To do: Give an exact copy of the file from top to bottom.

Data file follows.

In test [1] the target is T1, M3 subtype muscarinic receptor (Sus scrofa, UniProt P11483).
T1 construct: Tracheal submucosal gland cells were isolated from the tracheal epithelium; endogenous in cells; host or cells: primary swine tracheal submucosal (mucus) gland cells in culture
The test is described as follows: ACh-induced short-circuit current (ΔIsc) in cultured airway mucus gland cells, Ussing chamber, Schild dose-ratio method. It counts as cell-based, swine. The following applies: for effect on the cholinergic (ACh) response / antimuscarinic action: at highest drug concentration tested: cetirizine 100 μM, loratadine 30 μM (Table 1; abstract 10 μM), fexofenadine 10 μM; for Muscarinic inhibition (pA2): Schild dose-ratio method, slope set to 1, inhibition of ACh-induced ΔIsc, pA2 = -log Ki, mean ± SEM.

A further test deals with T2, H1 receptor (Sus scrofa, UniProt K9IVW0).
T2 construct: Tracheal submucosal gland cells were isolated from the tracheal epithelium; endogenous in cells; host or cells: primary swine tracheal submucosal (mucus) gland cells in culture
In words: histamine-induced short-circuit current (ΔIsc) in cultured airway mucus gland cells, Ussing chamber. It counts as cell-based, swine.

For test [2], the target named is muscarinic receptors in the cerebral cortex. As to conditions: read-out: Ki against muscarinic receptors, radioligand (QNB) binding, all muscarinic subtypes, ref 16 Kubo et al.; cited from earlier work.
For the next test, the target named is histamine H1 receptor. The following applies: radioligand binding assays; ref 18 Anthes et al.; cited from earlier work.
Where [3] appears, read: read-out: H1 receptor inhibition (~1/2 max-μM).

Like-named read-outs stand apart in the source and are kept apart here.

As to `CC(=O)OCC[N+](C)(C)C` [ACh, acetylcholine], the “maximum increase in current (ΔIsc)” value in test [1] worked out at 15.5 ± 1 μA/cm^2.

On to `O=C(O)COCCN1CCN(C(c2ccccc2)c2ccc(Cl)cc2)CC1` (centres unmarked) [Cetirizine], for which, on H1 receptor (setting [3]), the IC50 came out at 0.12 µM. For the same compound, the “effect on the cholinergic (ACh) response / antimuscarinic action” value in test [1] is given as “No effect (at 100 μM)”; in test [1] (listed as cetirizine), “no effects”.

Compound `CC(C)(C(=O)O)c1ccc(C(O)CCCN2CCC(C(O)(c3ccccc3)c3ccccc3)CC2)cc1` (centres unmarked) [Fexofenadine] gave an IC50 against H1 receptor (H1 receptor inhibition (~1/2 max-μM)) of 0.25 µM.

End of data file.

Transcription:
In test [1] the target is T1, M3 subtype muscarinic receptor (Sus scrofa, UniProt P11483).
T1 construct: Tracheal submucosal gland cells were isolated from the tracheal epithelium; endogenous in cells; host or cells: primary swine tracheal submucosal (mucus) gland cells in culture
The test is described as follows: ACh-induced short-circuit current (ΔIsc) in cultured airway mucus gland cells, Ussing chamber, Schild dose-ratio method. It counts as cell-based, swine. The following applies: for effect on the cholinergic (ACh) response / antimuscarinic action: at highest drug concentration tested: cetirizine 100 μM, loratadine 30 μM (Table 1; abstract 10 μM), fexofenadine 10 μM; for Muscarinic inhibition (pA2): Schild dose-ratio method, slope set to 1, inhibition of ACh-induced ΔIsc, pA2 = -log Ki, mean ± SEM.

A further test deals with T2, H1 receptor (Sus scrofa, UniProt K9IVW0).
T2 construct: Tracheal submucosal gland cells were isolated from the tracheal epithelium; endogenous in cells; host or cells: primary swine tracheal submucosal (mucus) gland cells in culture
In words: histamine-induced short-circuit current (ΔIsc) in cultured airway mucus gland cells, Ussing chamber. It counts as cell-based, swine.

For test [2], the target named is muscarinic receptors in the cerebral cortex. As to conditions: read-out: Ki against muscarinic receptors, radioligand (QNB) binding, all muscarinic subtypes, ref 16 Kubo et al.; cited from earlier work.
For the next test, the target named is histamine H1 receptor. The following applies: radioligand binding assays; ref 18 Anthes et al.; cited from earlier work.
Where [3] appears, read: read-out: H1 receptor inhibition (~1/2 max-μM).

Like-named read-outs stand apart in the source and are kept apart here.

As to `CC(=O)OCC[N+](C)(C)C` [ACh, acetylcholine], the “maximum increase in current (ΔIsc)” value in test [1] worked out at 15.5 ± 1 μA/cm^2.

On to `O=C(O)COCCN1CCN(C(c2ccccc2)c2ccc(Cl)cc2)CC1` (centres unmarked) [Cetirizine], for which, on H1 receptor (setting [3]), the IC50 came out at 0.12 µM. For the same compound, the “effect on the cholinergic (ACh) response / antimuscarinic action” value in test [1] is given as “No effect (at 100 μM)”; in test [1] (listed as cetirizine), “no effects”.

Compound `CC(C)(C(=O)O)c1ccc(C(O)CCCN2CCC(C(O)(c3ccccc3)c3ccccc3)CC2)cc1` (centres unmarked) [Fexofenadine] gave an IC50 against H1 receptor (H1 receptor inhibition (~1/2 max-μM)) of 0.25 µM.